“Hug them close” was how Tony Blair’s close aides described his strategy of cosying up to the United States, which ended disastrously in Iraq. The phrase is back in fashion in Whitehall in a different context: the Treasury wants the UK to hug the European Union close after it leaves, to limit the damage to the economy. Philip Hammond, the Chancellor, argues that Britain can decide to diverge from the EU gradually, when it can weigh up the benefits of trade deals with other countries.
Hammond believes the Conservatives can beat Jeremy Corbyn on economic competence at the next election – but not if Brexit has wrecked the economy in the meantime.
Sensible enough, we might think. But not for Brexiteer ministers. They wrongly sense round every corner a civil service plot to keep the UK in the EU – or at least half in.
The UK’s long-term destination is what the cabinet row picked by Boris Johnson is about – not our divorce payment to Brussels. The choice of two futures is between a Canada-EU style trade deal with add-ons for financial services or a model like Switzerland’s with continuing single market access.
The Foreign Secretary’s allies suggest that Theresa May planned to include a nod towards Hammond’s plan in her much-anticipated speech on Europe in Florence on Friday. Instead of fighting his corner in Cabinet, Johnson went public with his 4,200-word essay in The Daily Telegraph at the weekend.
He felt frozen out of the Brexit discussions among cabinet ministers. As the man who tipped the referendum in Leave’s favour, he did not want to be blamed for a bad Brexit. Johnson wouldn’t lose any sleep if we failed to strike a deal with the EU and make a clean break in 2019 – even though it is obvious we need more time to help business prepare and set up a new customs system, and that a “cliff-edge” departure would carry huge economic risks.
I suspect Johnson’s intervention was really a cry for attention after his invisible summer. It was blond ambition. His star had waned after his disastrous leadership campaign last year. He needed to get back in the race when May stands down, probably in 2019. He was playing to the gallery of the 100,000 Tory members who will choose May’s successor, who lean towards a hard Brexit.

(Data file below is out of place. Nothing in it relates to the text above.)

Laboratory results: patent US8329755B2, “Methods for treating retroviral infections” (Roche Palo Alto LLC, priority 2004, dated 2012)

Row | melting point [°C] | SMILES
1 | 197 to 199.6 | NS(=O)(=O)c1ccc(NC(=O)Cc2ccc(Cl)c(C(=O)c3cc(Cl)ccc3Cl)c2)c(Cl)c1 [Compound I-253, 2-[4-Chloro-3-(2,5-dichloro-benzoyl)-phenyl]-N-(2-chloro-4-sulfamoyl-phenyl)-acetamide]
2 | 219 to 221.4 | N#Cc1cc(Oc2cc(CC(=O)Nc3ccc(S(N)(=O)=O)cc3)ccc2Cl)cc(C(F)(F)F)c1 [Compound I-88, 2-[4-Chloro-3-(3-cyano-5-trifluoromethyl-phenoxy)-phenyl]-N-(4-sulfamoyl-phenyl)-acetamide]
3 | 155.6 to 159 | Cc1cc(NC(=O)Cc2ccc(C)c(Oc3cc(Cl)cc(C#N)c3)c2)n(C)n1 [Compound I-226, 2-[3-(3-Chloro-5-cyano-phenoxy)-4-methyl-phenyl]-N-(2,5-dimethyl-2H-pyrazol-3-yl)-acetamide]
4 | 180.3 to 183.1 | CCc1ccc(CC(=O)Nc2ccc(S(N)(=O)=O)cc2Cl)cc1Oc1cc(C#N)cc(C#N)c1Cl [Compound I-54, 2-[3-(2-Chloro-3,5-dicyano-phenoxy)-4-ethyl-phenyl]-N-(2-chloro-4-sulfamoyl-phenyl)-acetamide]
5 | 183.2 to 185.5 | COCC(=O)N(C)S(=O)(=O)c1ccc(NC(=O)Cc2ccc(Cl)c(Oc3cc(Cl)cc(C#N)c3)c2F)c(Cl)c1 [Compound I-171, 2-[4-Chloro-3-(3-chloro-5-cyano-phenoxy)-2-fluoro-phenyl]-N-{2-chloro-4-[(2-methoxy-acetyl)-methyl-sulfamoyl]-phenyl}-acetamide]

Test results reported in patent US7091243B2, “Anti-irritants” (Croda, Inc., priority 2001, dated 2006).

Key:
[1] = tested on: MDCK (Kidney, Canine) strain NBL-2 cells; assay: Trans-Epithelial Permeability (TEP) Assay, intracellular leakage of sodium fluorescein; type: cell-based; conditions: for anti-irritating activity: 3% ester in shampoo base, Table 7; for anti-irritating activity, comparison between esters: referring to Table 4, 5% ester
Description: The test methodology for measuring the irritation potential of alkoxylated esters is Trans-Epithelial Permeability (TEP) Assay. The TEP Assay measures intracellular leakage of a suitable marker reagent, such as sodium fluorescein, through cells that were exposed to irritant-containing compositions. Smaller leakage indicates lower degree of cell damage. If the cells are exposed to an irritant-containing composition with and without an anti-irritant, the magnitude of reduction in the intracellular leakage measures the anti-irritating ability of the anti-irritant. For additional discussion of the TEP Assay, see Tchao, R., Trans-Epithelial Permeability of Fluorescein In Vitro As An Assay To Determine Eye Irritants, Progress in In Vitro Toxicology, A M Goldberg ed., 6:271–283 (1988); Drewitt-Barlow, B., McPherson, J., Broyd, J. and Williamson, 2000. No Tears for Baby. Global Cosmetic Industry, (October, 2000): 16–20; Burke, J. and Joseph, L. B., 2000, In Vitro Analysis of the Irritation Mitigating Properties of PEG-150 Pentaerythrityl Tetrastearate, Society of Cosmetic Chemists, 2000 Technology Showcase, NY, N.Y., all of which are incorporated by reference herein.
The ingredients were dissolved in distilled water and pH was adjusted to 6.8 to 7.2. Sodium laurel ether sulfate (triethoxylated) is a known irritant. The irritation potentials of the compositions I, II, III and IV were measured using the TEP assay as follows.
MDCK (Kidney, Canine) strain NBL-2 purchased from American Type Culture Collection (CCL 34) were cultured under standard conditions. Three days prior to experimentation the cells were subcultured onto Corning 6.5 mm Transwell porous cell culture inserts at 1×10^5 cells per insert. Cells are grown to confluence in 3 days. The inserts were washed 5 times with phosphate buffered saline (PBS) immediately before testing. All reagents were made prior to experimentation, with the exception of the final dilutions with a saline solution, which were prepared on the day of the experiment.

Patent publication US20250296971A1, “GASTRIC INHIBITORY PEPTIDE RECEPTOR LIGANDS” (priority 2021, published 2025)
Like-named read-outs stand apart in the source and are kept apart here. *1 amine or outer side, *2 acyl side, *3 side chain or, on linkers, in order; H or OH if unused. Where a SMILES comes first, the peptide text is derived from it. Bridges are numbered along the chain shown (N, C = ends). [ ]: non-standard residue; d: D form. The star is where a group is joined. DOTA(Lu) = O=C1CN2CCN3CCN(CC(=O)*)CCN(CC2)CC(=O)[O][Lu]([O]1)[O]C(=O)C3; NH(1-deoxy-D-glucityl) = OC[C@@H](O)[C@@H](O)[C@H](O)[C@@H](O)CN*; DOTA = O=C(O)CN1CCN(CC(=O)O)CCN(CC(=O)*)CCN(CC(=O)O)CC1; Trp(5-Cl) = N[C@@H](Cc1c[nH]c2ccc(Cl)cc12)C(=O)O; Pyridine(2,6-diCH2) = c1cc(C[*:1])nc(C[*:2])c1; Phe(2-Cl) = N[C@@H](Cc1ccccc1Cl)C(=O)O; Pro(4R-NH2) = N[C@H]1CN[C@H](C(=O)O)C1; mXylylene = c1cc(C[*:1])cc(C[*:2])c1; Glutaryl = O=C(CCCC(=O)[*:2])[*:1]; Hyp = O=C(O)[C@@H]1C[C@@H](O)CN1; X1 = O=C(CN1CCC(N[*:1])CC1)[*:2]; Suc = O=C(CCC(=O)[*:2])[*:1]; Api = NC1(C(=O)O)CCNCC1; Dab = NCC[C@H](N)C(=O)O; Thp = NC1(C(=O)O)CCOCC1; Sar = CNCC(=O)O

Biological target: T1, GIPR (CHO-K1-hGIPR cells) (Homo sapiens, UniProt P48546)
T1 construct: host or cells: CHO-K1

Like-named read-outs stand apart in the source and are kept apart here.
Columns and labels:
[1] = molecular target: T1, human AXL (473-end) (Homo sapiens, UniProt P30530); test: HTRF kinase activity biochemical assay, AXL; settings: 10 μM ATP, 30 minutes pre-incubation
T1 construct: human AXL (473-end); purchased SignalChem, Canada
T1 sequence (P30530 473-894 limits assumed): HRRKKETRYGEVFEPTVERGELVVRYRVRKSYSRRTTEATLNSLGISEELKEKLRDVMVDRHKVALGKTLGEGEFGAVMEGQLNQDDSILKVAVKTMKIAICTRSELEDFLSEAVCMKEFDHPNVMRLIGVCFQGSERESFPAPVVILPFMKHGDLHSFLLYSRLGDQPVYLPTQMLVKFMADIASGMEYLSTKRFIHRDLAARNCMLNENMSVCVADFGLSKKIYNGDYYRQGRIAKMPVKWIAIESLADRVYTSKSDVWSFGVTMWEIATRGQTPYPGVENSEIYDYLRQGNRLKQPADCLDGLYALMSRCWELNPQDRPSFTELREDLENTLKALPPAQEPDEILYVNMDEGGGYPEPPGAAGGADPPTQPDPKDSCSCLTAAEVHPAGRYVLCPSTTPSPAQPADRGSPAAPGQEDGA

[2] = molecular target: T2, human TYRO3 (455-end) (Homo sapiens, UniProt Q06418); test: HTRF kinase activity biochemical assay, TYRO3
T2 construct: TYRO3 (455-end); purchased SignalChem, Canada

So Boris engineered a “win-win” scenario for himself. By allowing hints he might resign to surface, he can claim victory whatever the Prime Minister says on Friday. Or he can quit and claim martyrdom. If May doesn’t sketch out a long-term vision for the UK, he will claim he has seen off a wicked Hammond/Whitehall plot. But that would be as truthful as his bogus claim that Brexit can provide another £350m a week for the NHS. I doubt May has signed up to Hammond’s approach and in any case, she was unlikely to spell out a clear long-term vision on Friday – which would have been dangerous ahead of a tricky Tory conference the week after next.
May’s real goal in Florence is to unblock the stalled negotiations with the EU on the UK’s exit terms by talking money. Her likely opening offer will be to pay into EU coffers until December 2020, the end of the EU’s seven-year budget which the UK signed off in 2013. This could be worth €20bn but will not satisfy EU leaders, who face a €30bn Brexit “black hole”. So May will need to go further later.
It seems Johnson will not complain about money going to the EU over the two years after our March 2019 departure, but will oppose payments for single market access after that. What May should do when the Cabinet meets on Thursday is rebuke Boris and back Hammond’s approach for the sake of the economy. But she will probably settle for a cabinet show of unity on Friday. It will be skin-deep; the real battle over the UK-EU relationship will merely be postponed.
Before the June election, Johnson would have been sacked for such a naked breach of collective cabinet responsibility. He calculated that May is now too weak to dismiss him, and was right. With Tory MPs saying the woman with the kitten heels has used up eight of her nine lives, she decided not to risk losing her Foreign Secretary – and creating a backbench cheerleader for hard Brexit.
Although Boris is back in the limelight as he desired, this saga may not enhance his leadership prospects. His disloyalty will be remembered by Tory MPs who, crucially, choose the shortlist of two who go into a ballot of Tory members. If May had sacked him, he might have found he had fewer friends on the back benches than she had feared.
Playing down a crisis of his own making, Johnson described the Cabinet as “a nest of singing birds”. May now realises that it is more like a nest of vipers.